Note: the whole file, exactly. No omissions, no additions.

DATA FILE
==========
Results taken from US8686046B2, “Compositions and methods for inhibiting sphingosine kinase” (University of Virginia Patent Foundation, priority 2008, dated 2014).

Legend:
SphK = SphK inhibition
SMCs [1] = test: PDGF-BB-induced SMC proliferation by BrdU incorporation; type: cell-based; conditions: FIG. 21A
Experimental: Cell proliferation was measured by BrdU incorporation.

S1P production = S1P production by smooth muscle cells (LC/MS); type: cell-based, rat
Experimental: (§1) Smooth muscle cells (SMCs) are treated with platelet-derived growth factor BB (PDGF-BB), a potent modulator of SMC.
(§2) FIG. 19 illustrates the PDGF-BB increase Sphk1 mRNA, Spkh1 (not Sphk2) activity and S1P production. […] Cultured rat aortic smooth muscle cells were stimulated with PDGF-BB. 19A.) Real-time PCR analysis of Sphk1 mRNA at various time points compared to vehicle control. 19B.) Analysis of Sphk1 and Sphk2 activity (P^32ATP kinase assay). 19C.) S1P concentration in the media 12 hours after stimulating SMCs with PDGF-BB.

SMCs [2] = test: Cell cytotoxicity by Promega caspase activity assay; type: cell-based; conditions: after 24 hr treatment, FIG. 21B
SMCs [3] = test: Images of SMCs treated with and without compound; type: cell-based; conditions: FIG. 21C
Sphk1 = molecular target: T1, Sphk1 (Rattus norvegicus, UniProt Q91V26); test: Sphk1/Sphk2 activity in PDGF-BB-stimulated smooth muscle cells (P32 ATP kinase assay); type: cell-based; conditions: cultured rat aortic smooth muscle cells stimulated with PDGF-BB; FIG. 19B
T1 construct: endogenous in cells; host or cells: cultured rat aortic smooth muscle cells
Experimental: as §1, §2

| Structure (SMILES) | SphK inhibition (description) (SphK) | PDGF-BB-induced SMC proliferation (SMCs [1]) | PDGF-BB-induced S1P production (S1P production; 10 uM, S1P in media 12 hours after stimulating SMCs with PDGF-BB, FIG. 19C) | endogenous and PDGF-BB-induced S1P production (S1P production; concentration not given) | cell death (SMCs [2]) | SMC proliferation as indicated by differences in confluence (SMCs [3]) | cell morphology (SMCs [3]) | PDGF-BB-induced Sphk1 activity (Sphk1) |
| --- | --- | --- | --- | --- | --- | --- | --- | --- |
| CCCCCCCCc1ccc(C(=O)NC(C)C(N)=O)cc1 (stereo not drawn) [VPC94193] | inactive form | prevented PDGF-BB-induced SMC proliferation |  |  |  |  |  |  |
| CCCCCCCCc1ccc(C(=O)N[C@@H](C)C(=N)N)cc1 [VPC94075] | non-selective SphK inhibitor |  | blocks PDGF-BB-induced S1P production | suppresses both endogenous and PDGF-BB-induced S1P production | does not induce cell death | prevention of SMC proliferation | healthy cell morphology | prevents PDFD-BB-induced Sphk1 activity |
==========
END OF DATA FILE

Results taken from US8686046B2, “Compositions and methods for inhibiting sphingosine kinase” (University of Virginia Patent Foundation, priority 2008, dated 2014).

Legend:
SphK = SphK inhibition
SMCs [1] = test: PDGF-BB-induced SMC proliferation by BrdU incorporation; type: cell-based; conditions: FIG. 21A
Experimental: Cell proliferation was measured by BrdU incorporation.

S1P production = S1P production by smooth muscle cells (LC/MS); type: cell-based, rat
Experimental: (§1) Smooth muscle cells (SMCs) are treated with platelet-derived growth factor BB (PDGF-BB), a potent modulator of SMC.
(§2) FIG. 19 illustrates the PDGF-BB increase Sphk1 mRNA, Spkh1 (not Sphk2) activity and S1P production. […] Cultured rat aortic smooth muscle cells were stimulated with PDGF-BB. 19A.) Real-time PCR analysis of Sphk1 mRNA at various time points compared to vehicle control. 19B.) Analysis of Sphk1 and Sphk2 activity (P^32ATP kinase assay). 19C.) S1P concentration in the media 12 hours after stimulating SMCs with PDGF-BB.

SMCs [2] = test: Cell cytotoxicity by Promega caspase activity assay; type: cell-based; conditions: after 24 hr treatment, FIG. 21B
SMCs [3] = test: Images of SMCs treated with and without compound; type: cell-based; conditions: FIG. 21C
Sphk1 = molecular target: T1, Sphk1 (Rattus norvegicus, UniProt Q91V26); test: Sphk1/Sphk2 activity in PDGF-BB-stimulated smooth muscle cells (P32 ATP kinase assay); type: cell-based; conditions: cultured rat aortic smooth muscle cells stimulated with PDGF-BB; FIG. 19B
T1 construct: endogenous in cells; host or cells: cultured rat aortic smooth muscle cells
Experimental: as §1, §2

| Structure (SMILES) | SphK inhibition (description) (SphK) | PDGF-BB-induced SMC proliferation (SMCs [1]) | PDGF-BB-induced S1P production (S1P production; 10 uM, S1P in media 12 hours after stimulating SMCs with PDGF-BB, FIG. 19C) | endogenous and PDGF-BB-induced S1P production (S1P production; concentration not given) | cell death (SMCs [2]) | SMC proliferation as indicated by differences in confluence (SMCs [3]) | cell morphology (SMCs [3]) | PDGF-BB-induced Sphk1 activity (Sphk1) |
| --- | --- | --- | --- | --- | --- | --- | --- | --- |
| CCCCCCCCc1ccc(C(=O)NC(C)C(N)=O)cc1 (stereo not drawn) [VPC94193] | inactive form | prevented PDGF-BB-induced SMC proliferation |  |  |  |  |  |  |
| CCCCCCCCc1ccc(C(=O)N[C@@H](C)C(=N)N)cc1 [VPC94075] | non-selective SphK inhibitor |  | blocks PDGF-BB-induced S1P production | suppresses both endogenous and PDGF-BB-induced S1P production | does not induce cell death | prevention of SMC proliferation | healthy cell morphology | prevents PDFD-BB-induced Sphk1 activity |